The defining feature of a mainframe is summed up in the word availability. This encompasses uptime, capacity for multitasking, capacity to serve many users at once, ability to service multiple large I/O requests at once, backwards-compatibility, and hardware and software reliability.
In fact, just about the only thing it doesn’t stress is raw computational power. If you need a lot of flops or a lot of parallel processing, you're looking for either a supercomputer or a cluster of some kind. A mainframe would just slow you down.
A mainframe does what it does using many technologies, some of which are being reinvented in desktop computers decades after their introduction among mainframes. The most interesting of these reinventions is virtualization, the process of running multiple guest OSes at the same time under a virtual machine. IBM was doing this decades ago with VM/370 and VM/CMS (that is, running the Conversational Monitor System as a guest under VM, their imaginatively-named virtual machine). This serves two major goals: It makes OS crashes easily survivable and debugable, and it allows very old OSes to run unmodified on modern hardware invented decades after they essentially stopped changing. (Only the virtual machine needs to know much about the hardware, because everything else has to go through it anyway.)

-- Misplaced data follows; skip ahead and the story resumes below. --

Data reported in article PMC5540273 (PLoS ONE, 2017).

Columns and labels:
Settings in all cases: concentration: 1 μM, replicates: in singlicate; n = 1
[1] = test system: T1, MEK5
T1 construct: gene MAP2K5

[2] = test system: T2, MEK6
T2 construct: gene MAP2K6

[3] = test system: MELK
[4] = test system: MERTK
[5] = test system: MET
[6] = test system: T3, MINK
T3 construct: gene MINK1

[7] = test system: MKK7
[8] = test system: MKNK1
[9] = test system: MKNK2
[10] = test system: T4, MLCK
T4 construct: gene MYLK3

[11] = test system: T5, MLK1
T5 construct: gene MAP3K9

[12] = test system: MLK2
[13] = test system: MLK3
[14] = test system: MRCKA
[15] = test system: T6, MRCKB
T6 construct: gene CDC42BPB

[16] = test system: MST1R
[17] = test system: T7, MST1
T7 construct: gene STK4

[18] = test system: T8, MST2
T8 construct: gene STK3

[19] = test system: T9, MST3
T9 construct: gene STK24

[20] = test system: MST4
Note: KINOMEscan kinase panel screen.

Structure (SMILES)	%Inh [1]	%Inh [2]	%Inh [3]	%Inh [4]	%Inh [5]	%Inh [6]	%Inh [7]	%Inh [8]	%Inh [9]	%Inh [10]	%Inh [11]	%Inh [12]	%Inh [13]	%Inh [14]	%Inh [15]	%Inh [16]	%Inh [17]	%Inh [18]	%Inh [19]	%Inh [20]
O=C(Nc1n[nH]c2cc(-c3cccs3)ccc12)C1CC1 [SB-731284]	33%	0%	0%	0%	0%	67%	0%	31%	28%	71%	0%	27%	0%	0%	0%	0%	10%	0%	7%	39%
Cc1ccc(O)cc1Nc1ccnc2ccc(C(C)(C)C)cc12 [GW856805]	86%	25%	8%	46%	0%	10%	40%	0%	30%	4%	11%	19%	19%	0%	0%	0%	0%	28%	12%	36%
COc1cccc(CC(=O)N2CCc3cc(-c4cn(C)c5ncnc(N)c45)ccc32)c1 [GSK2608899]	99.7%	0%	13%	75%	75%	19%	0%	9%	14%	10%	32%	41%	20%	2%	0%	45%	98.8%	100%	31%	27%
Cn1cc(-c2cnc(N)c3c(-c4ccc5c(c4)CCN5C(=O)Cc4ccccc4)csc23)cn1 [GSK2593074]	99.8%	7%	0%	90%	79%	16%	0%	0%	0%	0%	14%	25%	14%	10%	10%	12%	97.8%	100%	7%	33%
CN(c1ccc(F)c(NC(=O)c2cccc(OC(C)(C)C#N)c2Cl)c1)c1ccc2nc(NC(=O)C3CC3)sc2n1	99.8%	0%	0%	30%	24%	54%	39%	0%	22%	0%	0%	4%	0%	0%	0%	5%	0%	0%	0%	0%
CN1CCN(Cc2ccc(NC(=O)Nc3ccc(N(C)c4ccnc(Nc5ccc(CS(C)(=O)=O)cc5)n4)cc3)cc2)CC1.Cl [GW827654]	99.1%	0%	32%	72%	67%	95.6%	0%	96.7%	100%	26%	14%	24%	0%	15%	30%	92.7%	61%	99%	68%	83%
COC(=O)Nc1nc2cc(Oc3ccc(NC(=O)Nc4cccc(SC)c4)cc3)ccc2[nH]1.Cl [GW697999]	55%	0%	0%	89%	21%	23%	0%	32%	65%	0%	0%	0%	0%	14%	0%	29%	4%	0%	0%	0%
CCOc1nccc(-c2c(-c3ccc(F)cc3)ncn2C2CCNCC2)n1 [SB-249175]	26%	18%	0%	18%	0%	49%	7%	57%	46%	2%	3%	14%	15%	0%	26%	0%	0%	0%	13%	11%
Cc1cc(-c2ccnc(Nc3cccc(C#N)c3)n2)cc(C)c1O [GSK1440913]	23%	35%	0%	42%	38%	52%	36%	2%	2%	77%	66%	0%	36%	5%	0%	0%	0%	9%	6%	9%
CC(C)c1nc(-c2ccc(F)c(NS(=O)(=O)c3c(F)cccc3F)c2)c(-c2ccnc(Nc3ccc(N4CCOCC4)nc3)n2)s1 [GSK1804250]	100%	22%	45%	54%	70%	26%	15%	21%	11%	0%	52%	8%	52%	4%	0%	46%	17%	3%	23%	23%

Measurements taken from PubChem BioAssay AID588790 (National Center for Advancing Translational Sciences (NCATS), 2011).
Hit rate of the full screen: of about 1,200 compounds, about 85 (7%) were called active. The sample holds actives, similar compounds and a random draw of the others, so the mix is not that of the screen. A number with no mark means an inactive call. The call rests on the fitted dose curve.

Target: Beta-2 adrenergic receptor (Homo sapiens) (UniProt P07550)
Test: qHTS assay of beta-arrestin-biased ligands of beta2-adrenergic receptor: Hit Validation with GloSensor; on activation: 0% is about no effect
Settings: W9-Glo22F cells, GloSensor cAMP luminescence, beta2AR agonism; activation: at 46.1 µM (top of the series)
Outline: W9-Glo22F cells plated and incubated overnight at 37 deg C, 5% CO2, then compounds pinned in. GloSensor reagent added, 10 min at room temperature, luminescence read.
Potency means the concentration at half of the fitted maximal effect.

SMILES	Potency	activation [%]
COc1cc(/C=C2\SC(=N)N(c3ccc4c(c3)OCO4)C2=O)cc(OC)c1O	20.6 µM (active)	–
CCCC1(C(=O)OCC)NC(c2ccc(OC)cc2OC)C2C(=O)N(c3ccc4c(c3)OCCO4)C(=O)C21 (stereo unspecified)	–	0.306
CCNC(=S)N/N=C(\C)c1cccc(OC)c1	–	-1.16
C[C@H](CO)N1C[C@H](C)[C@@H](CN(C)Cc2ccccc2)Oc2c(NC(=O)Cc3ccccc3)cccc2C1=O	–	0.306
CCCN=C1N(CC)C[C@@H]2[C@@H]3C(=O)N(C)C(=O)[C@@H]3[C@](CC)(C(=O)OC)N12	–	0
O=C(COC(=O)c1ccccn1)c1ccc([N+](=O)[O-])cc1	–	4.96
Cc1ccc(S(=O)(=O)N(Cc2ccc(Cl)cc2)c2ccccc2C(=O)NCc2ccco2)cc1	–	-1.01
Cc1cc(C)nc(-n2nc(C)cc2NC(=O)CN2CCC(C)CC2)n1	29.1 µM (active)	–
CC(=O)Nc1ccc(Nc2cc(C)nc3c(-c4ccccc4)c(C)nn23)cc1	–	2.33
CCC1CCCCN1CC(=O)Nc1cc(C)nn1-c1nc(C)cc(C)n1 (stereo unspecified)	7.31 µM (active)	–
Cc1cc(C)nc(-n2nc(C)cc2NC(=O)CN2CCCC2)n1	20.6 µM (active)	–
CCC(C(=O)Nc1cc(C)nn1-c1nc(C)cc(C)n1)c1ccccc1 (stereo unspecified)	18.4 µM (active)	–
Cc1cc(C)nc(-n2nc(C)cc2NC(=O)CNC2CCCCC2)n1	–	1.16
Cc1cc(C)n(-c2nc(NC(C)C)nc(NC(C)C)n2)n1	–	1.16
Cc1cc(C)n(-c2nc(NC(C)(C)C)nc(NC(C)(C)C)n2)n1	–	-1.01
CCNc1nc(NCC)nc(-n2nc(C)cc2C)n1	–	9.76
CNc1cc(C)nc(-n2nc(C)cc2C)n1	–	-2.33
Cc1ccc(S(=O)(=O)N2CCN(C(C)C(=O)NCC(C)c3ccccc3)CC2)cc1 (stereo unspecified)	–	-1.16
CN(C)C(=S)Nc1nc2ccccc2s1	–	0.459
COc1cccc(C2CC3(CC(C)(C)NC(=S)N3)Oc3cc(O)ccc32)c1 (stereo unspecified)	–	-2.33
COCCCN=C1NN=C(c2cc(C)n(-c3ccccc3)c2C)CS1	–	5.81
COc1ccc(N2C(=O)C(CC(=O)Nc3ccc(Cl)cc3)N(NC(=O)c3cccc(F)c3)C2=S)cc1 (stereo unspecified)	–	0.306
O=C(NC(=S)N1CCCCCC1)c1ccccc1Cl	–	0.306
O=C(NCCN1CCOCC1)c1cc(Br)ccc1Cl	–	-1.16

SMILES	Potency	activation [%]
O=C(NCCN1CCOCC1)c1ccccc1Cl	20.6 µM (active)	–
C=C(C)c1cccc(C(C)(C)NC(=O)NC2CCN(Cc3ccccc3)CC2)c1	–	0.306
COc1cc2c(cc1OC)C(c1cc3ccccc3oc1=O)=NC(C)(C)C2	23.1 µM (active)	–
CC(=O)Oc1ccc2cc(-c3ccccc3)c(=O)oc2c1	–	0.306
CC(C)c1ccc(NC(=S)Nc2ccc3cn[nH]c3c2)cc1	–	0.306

There have been more subtle reinventions over the decades. Web forms could be seen as a return to the block mode style of terminal interaction (as seen in the 3270 and the 5250), as opposed to the character-oriented style used in every non-IBM context to have terminals at all (as epitomized by the VT100 and its uncountable clones). The block mode style allows one server to control many more clients because all I/O is batched to be sent a screen at a time instead of being sent one line or even one key press at a time. Even with AJAX, the fundamental I/O model of Web sites looks more like block mode than anything else.
The lesson here is that the advance of technology doesn't shove the obsolete technologies completely out of the way, it relegates them to where they actually make sense. Technological advance is all about having options, which includes the option to use the “obsolete”.